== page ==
I posted an article last week on Pronation of the feet. Inwards and outwards pronation.
Pronation, usually due to having flat feet (causing your feet to roll inwards) and supination, where the feet roll outwards. The issues with flat feet may be increased if you to carry extra weight. They manage perfectly well until there is weight gain. The problems increase throughout the body when your legs are starting to take on extra strain. It may not be very much but I can assure you that carrying excess weight will, inevitably, cause issues in your knees, back and up the spine.
How does that start? The old song, Dem Bones from 1928 pretty much says it all:
Toe bone connected to the foot bone
Foot bone connected to the heel bone
Heel bone connected to the ankle bone
Ankle bone connected to the shin bone
Shin bone connected to the knee bone
Knee bone connected to the thigh bone
Thigh bone connected to the hip bone
Hip bone connected to the back bone
Back bone connected to the shoulder bone
Shoulder bone connected to the neck bone
Neck bone connected to the head bone
Now hear the word of the Lord.
Your patella also known as the kneecap or kneepan, is a thick, circular-triangular bone which articulates with the femur (thigh bone) and covers and protects the anterior articular surface of the knee joint.
The patella connects with the thigh bone or femur. Inside the knee is a V-shape groove, to help the knee cap glide up and down. The cartilage can eventually become damaged if your feet roll inwards and the smooth movement becomes more difficult.
As I mentioned, carrying some extra weight could place more stress on the patella. Carrying extra weight and then going to your Doctor with a sore back could mean that you are not seeing the entire picture. I have bad knees and when I go to the gym I work on two areas, the quads and hamstrings which surround the knee and by doing so strengthening these areas will help support the knee.
So, to conclude: If you have flat feet, or indeed any foot fault, that could make it more likely to sustain damage to your knees if you put on weight resulting in pain on the inside of your knees and, in some cases, under the patella.
Exercise and Flat Feet: Strengthening the arch should include strengthening the lower legs as well. It’s all connected.
Tight calf muscles can contribute to any of the following disorders:
• Hallux rigidus, Great toe arthritis
• Hallux valgus, Bunions
• Achilles tendonitis/tendinosis
• Plantar fasciitis, Heel pain
• Shin splints, common amongst dancers and runners. Pain along the inner edge of the shinbone. Doing too much too soon after a break in dance class. Hence why warm ups are truly so important before and cool downs after class. Most teachers will start you off with these and request that you get there early enough to do these before a class and take time after your class before you get dressed for home or competition
• Patellar tendonitis/tendinosis, when your patella tendon is being overstressed, Sometimes referred to Dancers Knee or Jumpers knee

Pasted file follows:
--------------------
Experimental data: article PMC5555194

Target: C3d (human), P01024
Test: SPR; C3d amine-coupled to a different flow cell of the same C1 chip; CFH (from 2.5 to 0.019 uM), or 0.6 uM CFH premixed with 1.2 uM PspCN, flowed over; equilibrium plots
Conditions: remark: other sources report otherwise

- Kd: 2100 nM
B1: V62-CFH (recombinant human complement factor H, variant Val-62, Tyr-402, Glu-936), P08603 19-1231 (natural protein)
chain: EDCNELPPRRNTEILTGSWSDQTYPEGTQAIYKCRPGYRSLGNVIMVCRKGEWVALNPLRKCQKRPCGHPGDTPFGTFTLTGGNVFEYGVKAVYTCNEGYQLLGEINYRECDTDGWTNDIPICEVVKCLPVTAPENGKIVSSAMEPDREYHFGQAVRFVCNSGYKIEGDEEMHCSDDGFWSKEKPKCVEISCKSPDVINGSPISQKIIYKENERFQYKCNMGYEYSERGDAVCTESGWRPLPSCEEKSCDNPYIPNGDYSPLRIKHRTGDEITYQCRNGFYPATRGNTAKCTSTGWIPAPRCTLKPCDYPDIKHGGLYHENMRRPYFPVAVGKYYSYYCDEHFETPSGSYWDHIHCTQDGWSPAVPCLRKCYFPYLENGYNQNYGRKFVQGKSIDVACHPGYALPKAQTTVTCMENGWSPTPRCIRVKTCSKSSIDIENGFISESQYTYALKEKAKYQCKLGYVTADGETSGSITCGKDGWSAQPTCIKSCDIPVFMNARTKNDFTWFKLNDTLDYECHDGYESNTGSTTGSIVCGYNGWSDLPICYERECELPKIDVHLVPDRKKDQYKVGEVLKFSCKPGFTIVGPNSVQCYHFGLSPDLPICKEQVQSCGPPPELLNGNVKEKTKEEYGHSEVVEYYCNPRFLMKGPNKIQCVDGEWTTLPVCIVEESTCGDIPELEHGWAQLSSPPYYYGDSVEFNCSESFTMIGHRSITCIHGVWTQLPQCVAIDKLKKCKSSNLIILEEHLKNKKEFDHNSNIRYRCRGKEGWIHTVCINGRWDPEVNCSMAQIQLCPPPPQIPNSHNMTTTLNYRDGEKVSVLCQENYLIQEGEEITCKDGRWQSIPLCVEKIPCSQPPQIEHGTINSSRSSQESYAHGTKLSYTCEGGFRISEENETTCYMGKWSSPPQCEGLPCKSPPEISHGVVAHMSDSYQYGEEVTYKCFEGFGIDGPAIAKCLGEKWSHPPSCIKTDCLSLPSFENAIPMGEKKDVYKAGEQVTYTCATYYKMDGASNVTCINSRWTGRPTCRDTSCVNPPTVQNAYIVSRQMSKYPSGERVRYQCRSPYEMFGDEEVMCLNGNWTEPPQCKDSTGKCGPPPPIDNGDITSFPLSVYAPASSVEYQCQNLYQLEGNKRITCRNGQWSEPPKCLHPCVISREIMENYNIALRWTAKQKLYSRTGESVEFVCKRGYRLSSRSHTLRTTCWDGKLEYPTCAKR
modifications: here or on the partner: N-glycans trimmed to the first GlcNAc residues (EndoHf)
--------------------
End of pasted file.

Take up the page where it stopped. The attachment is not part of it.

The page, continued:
• Patellofemoral pain syndromes. Knee pain ranging from severe to mild discomfort that feels it comes from the contact of the back of the patella (back of the kneecap) with the femur (thigh bone)
1: Press your heel into the floor and gently pull the ball of your foot up into an arch. Do not move your heel. Try to keep your toes straight. Slowly at first or you might get cramps. Start with five repeats building up to 10.
2: Stand facing a wall. Put one foot behind you into a short lunge. Keep your feet facing towards the wall. Lean forward onto the wall, bending the forward knee and keeping rear leg stretched with your heel on the ground. You should feel your calf being stretched on the rear leg. Hold this for 30 to 60 seconds. Change your stance around and repeat. As you get better with the calf stretch (and there are many such stretches you can do) try raising your toes slightly while pressing the rear foot heel into the ground. This increases the stretch slightly. Just be careful and do not overstrain this.
Heel raises can help strengthen your lower leg muscles.
It is those muscles which support your arch. Stand on both legs with your hands placed on a wall or the back of a chair for balance. Try to lift your heels as high off the ground as possible while keeping the ball of the foot and your toes pressed into the floor.
Hold for 5 seconds then lower your heel to the floor. Increase this to 10 seconds over a couple of weeks. Repeat 5 times and then work up to 10 times.
If you look at your hand and understand how your fingers can flex, bend and move separately, then this will help you understand what I am about to suggest.
The muscles in your feet and your toes are similar to the muscles in the hand that move the fingers. The muscles in your feet and the tendons supporting the toes are often underused. Because of this simple fact these tendons and muscles are often not used to their fullest capacity.
The arch muscles are therefore not being strengthened accordingly. Here are some exercises that you can try.
Stretching each toe and rotating it separately from each of your other toes is not easy but you need to try and do this as much as you can or are able.
I was once shown by a ballet teacher how to press one toe onto the floor while moving the other toes. I worked this out by sitting down and pressing my foot against a wall while doing this. Great toe pressed to the wall and lift the other toes as far back as possible…do not use your hands to force the toes.
Then press the second toe down and so on.
Point your foot and try and create an arch. However, keep your toes stretched straight and do not bend your toes. Now stretch and stretch your toes.
When your toes are straight bend your foot AT THE ARCH. Relax and repeat five times. Over two weeks build this up to 10 times. Do this morning and night.